The proposed breakout session will provide a brief overview of the digital storytelling process (including discussion of recruitment, informed consent and release of materials, standard activities in the digital storytelling process, follow-up semi-structured interviews with participants, pre/post measures used to evaluate the impact of the process on participants, data analysis, and strategic communications based on produced digital stories). The session will enable participants to understand the myriad ethical issues that can present when carrying out community-based participatory research that employs digital storytelling as a methodology. By the end of the session, participants will be able to demonstrate critically enhanced awareness of ethical issues surrounding participatory visual and digital methodologies and identify effective ways to address these issues.

Keywords

digital storytelling, community-based participatory research, ethics

Comments

Link to journal article discussed during the session:

Aline C. Gubrium, Amy L. Hill, and Sarah Flicker. A Situated Practice of Ethics for Participatory Visual and Digital Methods in Public Health Research and Practice: A Focus on Digital Storytelling. American Journal of Public Health: September 2014, Vol. 104, No. 9, pp. 1606-1614. doi:10.2105/AJPH.2013.301310

Links to videos viewed during the session:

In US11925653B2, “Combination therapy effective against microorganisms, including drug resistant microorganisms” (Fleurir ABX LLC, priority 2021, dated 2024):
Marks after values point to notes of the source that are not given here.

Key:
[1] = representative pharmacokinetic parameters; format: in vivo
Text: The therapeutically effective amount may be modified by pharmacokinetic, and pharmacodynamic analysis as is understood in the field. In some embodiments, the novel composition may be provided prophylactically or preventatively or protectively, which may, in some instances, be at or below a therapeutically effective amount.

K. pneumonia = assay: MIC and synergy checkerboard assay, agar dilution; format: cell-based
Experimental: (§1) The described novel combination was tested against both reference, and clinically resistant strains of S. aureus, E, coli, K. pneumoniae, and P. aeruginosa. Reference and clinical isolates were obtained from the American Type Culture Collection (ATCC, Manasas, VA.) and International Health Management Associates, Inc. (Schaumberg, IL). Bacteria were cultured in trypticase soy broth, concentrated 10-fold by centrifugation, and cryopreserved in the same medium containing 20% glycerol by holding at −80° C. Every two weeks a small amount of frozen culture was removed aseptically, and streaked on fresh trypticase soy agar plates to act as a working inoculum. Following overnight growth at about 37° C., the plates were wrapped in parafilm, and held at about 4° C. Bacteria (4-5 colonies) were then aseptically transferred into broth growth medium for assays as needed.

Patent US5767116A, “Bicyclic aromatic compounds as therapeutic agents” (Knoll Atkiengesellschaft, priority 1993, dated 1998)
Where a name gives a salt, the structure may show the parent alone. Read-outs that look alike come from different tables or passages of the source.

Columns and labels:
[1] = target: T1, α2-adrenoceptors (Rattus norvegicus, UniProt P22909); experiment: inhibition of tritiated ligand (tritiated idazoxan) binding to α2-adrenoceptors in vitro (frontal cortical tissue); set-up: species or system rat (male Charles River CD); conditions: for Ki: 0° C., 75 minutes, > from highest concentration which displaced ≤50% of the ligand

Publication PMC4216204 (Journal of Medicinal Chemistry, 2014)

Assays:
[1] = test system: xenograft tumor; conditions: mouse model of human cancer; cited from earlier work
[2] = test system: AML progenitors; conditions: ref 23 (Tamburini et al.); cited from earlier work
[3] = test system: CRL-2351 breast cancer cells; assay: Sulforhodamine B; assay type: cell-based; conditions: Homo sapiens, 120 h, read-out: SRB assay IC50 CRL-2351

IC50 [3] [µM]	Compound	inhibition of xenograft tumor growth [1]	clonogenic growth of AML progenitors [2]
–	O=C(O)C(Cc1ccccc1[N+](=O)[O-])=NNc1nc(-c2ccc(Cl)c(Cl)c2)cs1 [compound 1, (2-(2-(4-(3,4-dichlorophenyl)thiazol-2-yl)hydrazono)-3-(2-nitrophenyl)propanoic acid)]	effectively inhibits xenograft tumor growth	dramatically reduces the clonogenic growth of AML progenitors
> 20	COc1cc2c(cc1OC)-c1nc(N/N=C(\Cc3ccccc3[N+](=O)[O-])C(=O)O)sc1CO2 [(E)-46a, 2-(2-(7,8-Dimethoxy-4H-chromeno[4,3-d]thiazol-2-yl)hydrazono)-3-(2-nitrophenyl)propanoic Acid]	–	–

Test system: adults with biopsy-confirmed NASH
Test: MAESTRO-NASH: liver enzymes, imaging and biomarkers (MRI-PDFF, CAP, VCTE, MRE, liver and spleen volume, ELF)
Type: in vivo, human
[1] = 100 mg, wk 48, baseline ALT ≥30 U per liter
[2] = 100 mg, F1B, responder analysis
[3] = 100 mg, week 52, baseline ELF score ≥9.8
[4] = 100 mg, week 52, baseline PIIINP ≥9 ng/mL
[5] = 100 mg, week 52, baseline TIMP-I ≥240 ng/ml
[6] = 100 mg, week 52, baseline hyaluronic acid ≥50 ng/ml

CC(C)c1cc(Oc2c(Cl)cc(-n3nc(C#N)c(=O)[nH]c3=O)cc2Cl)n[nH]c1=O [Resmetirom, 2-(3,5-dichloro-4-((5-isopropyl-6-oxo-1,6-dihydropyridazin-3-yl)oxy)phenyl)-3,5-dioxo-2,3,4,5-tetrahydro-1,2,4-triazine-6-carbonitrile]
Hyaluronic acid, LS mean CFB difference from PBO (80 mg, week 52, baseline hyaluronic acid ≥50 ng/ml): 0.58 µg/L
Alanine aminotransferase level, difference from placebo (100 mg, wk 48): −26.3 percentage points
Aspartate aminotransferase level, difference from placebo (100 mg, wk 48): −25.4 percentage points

Paris: https://drive.google.com/file/d/0B20RiIB2ImSBSTBQeDl0WFJLYlk/view?t s=58b585e9

Living a Better Way: https://drive.google.com/file/d/0B20RiIB2ImSBXzY0cDFqUFVhNVU/view? ts=58b585e9

Inside Job: https://drive.google.com/file/d/0B20RiIB2ImSBcTNSUVBUUS1UYlk/view? ts=58b5ccf8

Creative Commons License

Creative Commons Attribution-Noncommercial-Share Alike 3.0 License
This work is licensed under a Creative Commons Attribution-Noncommercial-Share Alike 3.0 License.

 
Mar 3rd, 11:00 AM

The Ethics and Practice of Digital Storytelling as a Methodology for Community-Based Participatory Research in Public Health

Moderator: Alice Fiddian-Green, PhD student, Department of Health Promotion and Practice, School of Public Health and Health Sciences, University of Massachusetts Amherst.

Presenters and Session Titles:

“An Ethics Framework for Digital Storytelling as a Multi-Purposed Public Health Method”: Aline Gubrium, PhD

Applying the Ethics Framework in Two Projects: (1) Louis Graham, MPH, DrPH, and Sarah Lowe, MPW: “Stakeholder Engagement and Ethical Planning for Digital Storytelling: The MOCHA Moving Forward Project” (2) Mary Paterno, CNM, PhD: “Digital Storytelling as Health Promotion and Data: Ethical Considerations from a Peer-Mentor Based Project to Address Perinatal Substance Use Disorder in a Rural Community"

Session Description